The Elements of a Wrongful Death Claim

Wrongful Death Attorney
Wrongful Death Lawsuit

A wrongful death claim is a legal action brought in the event of a person’s death, which resulted from negligence or recklessness on the part of the defendant. It can be brought by a surviving family member, or even someone who used to be a life partner on a “civil union” basis. If a loved one dies of a natural cause, his or her family would have tremendous grief and loss to deal with. A wrongful death is even worse, because it brings home the fact that the death could have been avoided, if only the at-fault party had done their duty. In many cases, the bereaved are also deprived of primary financial support, because the decedent used to be a major provider.

Any family in such a situation has significant legal rights, one of them being the eligibility to pursue compensation from a supposed wrongdoer. If they have a competent wrongful death attorney representing them, and manage to prove the defendant’s fault, they would also be able to gain compensation for the losses caused by the latter’s transgression. This brings them justice and closure, so that they can finally move on.

Elements of the Lawsuit

In cases where a loved one’s death is caused by another person’s misconduct, one can end up losing the love and affection, physical support, financial support, etc. When claiming compensation in court, they would need to bear in mind that the court would examine the following elements of the wrongful death lawsuit.

  • Did the defendant’s negligence or willfulness cause the passing, or did something else? This is called causation. If the defendant cannot be shown to have acted in a way, which irrefutably caused the death, then the case falls apart. For example, suppose a person dies of cancer; his or her family could not sue the hospital or doctor if they treated the patient according to established guideline. However, any caretaker who exposed the decedent to bad drugs, radiation, etc., could be proven legally responsible for their death. If they intended harm, the deed would be recognized as a wrongful act; if they were careless, it would fall under negligence. Either way, the wrongful death lawsuit would hinge on being able to prove their involvement in the act.
  • Was the damage caused intentional or negligent? This has bearing on how kindly the jury looks on the defendant. While the outcome remains the same, it matters if the accused knew what they were doing at the time. For instance, shooting someone point blank is a blatantly willful act. If it ends the latter’s life, you get punished for it, and usually more heavily. A negligent act, in contrast, is one where the victim’s death is not pre-meditated. One example is rear-ending someone into cross-lane traffic and causing his or her death. Here, if proven guilty, the defendant would be charged with a “Reckless Act”, and punishment might be mitigated.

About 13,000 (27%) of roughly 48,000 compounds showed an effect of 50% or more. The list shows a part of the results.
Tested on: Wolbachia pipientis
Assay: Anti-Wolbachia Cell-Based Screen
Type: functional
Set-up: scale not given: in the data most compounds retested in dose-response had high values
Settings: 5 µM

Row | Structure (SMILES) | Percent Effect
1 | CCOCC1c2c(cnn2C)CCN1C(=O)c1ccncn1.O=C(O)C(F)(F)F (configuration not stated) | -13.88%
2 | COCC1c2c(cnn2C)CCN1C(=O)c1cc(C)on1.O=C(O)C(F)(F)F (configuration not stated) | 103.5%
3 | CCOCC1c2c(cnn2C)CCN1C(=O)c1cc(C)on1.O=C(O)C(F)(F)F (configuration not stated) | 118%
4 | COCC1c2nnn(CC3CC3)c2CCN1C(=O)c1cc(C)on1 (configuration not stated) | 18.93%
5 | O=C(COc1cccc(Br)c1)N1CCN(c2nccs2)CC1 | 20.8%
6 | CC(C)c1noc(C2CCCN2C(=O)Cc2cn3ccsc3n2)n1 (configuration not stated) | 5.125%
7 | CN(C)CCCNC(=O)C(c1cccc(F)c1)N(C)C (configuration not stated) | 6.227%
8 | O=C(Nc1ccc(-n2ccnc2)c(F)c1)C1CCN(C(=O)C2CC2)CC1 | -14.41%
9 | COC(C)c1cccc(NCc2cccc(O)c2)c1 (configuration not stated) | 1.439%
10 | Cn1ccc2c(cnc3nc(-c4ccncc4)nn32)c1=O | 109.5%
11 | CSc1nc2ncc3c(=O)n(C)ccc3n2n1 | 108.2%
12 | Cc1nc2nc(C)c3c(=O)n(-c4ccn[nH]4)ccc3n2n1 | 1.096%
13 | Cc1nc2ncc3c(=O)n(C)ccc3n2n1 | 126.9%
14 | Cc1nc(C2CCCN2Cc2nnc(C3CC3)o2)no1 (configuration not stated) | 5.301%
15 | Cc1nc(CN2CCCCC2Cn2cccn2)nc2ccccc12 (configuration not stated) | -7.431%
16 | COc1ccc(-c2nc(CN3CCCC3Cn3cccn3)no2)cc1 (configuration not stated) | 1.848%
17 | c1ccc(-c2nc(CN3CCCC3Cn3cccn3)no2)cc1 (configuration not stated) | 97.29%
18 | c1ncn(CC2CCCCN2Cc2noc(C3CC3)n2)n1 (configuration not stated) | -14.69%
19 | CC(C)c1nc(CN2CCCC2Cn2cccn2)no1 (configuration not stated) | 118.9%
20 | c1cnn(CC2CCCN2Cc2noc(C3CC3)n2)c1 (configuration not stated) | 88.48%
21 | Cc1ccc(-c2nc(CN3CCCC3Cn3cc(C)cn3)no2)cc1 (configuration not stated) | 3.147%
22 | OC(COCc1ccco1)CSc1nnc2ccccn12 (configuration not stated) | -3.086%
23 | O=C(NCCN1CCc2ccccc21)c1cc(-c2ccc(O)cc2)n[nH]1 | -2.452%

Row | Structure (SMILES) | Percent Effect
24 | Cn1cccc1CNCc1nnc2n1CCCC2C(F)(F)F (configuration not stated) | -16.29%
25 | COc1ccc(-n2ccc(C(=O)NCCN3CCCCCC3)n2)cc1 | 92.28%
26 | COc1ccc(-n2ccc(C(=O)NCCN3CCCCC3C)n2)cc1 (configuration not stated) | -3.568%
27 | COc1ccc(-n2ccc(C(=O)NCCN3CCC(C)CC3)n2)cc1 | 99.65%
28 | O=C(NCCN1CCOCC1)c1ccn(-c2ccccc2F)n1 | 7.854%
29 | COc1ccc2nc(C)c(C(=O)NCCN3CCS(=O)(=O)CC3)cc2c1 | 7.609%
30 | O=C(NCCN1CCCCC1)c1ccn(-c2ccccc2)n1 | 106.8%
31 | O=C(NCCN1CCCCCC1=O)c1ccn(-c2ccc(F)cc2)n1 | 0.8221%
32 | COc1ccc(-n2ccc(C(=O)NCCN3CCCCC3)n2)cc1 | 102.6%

• Did the survivor(s) suffer a loss? This is important for the court to know, since a lot of families exist with estranged relations. A wrongful death claim needs to prove one or more of the following losses from the survivor’s side: love, physical support, and financial support. Loss of love covers begin deprived of affection, sexual gratification, or other things. Loss of financial support is more easily proven – the decedent may have earned and provided a substantial amount to the survivor before their death, or contributed to a fund of which the latter was a beneficiary, and this proverbial well has now dried up, owing to the defendant’s actions. Physical support falls under everything the decedent used to do for their survivor(s), who now have to do without it.

Under CA Law

In California, every would-be wrongful death plaintiff is required by the statute of limitations, to file their legal action inside a two-year time limit. The court would require evidence, which proves that the accused was negligent or reckless, and that their conduct caused the death in question. Any family member or legal partner left behind by the deceased can file a wrongful death claim in court. If the plaintiff is a minor, he or she can have it filed by a guardian or parent. The court would require proof of monetary damages.

Pursuing a Negligent Killing Claim

The main thing that needs to be done here is proving the elements mentioned above. A survivor must prove that they have suffered or will suffer a financial loss due to the decedent’s passing, such as funeral, medical, and burial costs. Lost supporting income and potential inheritance are major factors as well. On top of that, emotional losses including love and affection would need to be proven beyond doubt.

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